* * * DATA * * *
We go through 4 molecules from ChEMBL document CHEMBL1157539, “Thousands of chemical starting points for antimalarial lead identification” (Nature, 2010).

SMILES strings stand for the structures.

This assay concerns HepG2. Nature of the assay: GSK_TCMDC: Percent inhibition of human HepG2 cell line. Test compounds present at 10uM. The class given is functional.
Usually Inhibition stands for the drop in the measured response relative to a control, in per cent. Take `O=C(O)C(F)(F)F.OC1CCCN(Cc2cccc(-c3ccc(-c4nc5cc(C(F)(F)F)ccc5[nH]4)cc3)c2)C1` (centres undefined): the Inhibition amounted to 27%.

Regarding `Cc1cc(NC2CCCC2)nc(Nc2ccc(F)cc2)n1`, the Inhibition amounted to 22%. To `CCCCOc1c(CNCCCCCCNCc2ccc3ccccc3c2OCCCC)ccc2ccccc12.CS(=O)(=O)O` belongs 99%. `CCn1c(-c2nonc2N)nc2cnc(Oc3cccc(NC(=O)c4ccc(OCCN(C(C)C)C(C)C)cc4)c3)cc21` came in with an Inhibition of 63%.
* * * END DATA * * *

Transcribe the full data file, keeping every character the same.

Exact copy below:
We go through 4 molecules from ChEMBL document CHEMBL1157539, “Thousands of chemical starting points for antimalarial lead identification” (Nature, 2010).

SMILES strings stand for the structures.

This assay concerns HepG2. Nature of the assay: GSK_TCMDC: Percent inhibition of human HepG2 cell line. Test compounds present at 10uM. The class given is functional.
Usually Inhibition stands for the drop in the measured response relative to a control, in per cent. Take `O=C(O)C(F)(F)F.OC1CCCN(Cc2cccc(-c3ccc(-c4nc5cc(C(F)(F)F)ccc5[nH]4)cc3)c2)C1` (centres undefined): the Inhibition amounted to 27%.

Regarding `Cc1cc(NC2CCCC2)nc(Nc2ccc(F)cc2)n1`, the Inhibition amounted to 22%. To `CCCCOc1c(CNCCCCCCNCc2ccc3ccccc3c2OCCCC)ccc2ccccc12.CS(=O)(=O)O` belongs 99%. `CCn1c(-c2nonc2N)nc2cnc(Oc3cccc(NC(=O)c4ccc(OCCN(C(C)C)C(C)C)cc4)c3)cc21` came in with an Inhibition of 63%.